U.S. demands explanation from province over river pollution from B.C. mines


The U.S. government is increasingly concerned about pollution from British Columbian mines, following new research that shows contaminants in a river south of the border came from Canada.

In a letter obtained by The Canadian Press, the U.S. Environmental Protection Agency is demanding the provincial government hand over data explaining why Teck Resources coal mines in southern B.C. are being allowed to exceed guidelines for a toxic heavy metal.

“The EPA … finds it unacceptable that the province has accepted [a treatment plan] that will allow seasonal exceedances of water quality objectives into the future,” says the Feb. 4 letter to B.C. Environment Minister George Heyman.

“An independent review could help facilitate U.S. stakeholder confidence in this new approach.”

Contamination from Teck’s mines in the rivers of the Elk River watershed is a long-standing problem. Coal mining releases selenium, an element that in large amounts is toxic to wildlife and humans.

Reports on selenium concentrations in area waterways show levels up to four times B.C.’s maximum for drinking water. Monitoring stations near the mines have reported levels 50 times what’s recommended for aquatic health.

Disappearance of rare trout

Teck’s own research recently reported the near-disappearance of rare cutthroat trout from a 60-kilometre stretch of the Fording River downstream from the company’s four mines.

That water flows into the cross-border Koocanusa Reservoir. The reservoir drains into the Kootenai River, which flows about 200 kilometres across Montana and Idaho.

Research by the U.S. Geological Survey found selenium in that stretch of the Kootenai, but none in its American tributaries. 

A coal mining operation in Sparwood, B.C. Coal mining releases selenium, an element that in large amounts is toxic to wildlife and humans. (Jeff McIntosh/The Canadian Press)

“The Kootenai River downstream of the Libby Dam is being affected by the Elk Valley mines,” says the EPA letter. “The study provides validated information that is concerning to U.S. agencies and our state and tribal partners.”

Agency spokesman Richard Mylott said the U.S. is also worried about a new provincially approved water treatment process.

“The effectiveness of this new technology … has not been demonstrated at the geographic scale and multi-decade time scale needed to abate pollution from Elk River coal mines,” Mylott said in an email.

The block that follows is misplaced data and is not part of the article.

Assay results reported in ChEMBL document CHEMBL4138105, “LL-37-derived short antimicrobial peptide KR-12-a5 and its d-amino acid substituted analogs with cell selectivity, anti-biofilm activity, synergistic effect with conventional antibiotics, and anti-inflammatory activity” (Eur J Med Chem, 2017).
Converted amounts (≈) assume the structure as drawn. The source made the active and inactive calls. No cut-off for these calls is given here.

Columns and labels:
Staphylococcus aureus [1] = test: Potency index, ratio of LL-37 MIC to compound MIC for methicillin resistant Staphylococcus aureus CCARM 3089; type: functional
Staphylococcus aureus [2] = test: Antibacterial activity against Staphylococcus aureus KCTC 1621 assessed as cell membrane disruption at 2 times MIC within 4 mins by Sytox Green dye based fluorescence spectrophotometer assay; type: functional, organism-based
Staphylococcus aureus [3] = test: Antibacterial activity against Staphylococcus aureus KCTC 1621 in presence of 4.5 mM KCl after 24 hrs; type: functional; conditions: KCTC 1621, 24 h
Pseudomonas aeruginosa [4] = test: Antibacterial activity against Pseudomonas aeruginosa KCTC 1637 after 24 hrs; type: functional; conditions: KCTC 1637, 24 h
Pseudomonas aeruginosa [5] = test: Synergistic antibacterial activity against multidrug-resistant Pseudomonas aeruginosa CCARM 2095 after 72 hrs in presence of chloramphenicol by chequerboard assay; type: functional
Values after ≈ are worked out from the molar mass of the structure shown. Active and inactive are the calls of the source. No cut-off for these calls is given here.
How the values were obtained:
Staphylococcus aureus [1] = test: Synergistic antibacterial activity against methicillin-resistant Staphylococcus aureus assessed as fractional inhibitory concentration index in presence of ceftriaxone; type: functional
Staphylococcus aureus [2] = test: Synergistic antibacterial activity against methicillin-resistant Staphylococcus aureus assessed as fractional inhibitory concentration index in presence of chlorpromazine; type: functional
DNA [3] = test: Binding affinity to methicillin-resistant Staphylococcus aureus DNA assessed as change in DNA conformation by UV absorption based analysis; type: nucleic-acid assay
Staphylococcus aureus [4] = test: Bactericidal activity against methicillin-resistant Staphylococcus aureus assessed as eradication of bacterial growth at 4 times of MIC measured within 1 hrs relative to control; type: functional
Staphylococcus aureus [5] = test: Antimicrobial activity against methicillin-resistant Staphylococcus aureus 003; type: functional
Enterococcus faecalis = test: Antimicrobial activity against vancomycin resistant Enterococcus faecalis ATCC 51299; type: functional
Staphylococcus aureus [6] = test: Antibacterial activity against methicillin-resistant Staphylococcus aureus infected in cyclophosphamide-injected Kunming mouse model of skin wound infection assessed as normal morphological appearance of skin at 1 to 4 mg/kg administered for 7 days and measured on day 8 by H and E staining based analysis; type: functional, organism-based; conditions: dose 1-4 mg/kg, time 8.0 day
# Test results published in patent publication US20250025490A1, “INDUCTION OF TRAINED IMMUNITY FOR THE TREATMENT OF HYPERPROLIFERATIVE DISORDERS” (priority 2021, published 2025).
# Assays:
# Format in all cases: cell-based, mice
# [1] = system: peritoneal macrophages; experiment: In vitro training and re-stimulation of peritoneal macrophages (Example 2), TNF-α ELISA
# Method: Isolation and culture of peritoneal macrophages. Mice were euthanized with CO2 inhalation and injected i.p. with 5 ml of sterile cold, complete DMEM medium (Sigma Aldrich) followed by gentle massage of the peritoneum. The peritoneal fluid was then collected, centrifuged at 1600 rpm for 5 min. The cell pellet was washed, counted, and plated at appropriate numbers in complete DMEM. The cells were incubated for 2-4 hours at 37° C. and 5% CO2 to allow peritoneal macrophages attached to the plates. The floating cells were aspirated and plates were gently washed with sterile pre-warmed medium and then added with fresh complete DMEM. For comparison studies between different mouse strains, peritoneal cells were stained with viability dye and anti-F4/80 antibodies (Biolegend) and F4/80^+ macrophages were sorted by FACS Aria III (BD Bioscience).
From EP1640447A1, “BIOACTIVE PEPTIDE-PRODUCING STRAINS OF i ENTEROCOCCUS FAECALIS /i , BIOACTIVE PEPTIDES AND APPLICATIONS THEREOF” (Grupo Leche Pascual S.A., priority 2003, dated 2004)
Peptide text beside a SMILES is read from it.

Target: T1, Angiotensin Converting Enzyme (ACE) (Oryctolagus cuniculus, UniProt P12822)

The U.S., he said, wants to judge for itself.

“[The agency] … concluded it would be important to have U.S. mine remediation technical experts independently review the likely effectiveness of this technology.”

B.C. responds

In a written response, B.C. government spokesperson Jeremy Uppenborn said the province “is working with the U.S. EPA and Teck to provide the requested information.”

A Teck spokesperson has said the company plans to spend more than $1 billion by 2024 to clean up its effluent, and that selenium levels should start to drop by the end of this year.

Some scientists say there are similar concerns about other B.C. mining developments. Several projects are being considered for the province’s northwest, including the KSM copper/gold mine, which would dig one of the largest holes and build one of the highest dams on Earth.

In a recent letter in the journal Science, 22 Canadian and U.S. researchers warned that when it comes to mitigation, mining in Canada often overpromises and underdelivers.

“Canada’s and B.C.’s environmental assessments have been criticized as being weak,” said Jonathon Moore, a signatory and professor at Simon Fraser University.

“They have been widely criticized as being ineffective and not properly accounting for risk.”

It’s time to reconsider how economic reward is evaluated against environmental risk, Moore said.

“We want those scales rebalanced and the way to rebalance that is through peer-reviewed science and processes that are inclusive and incorporate cross-border policies.”



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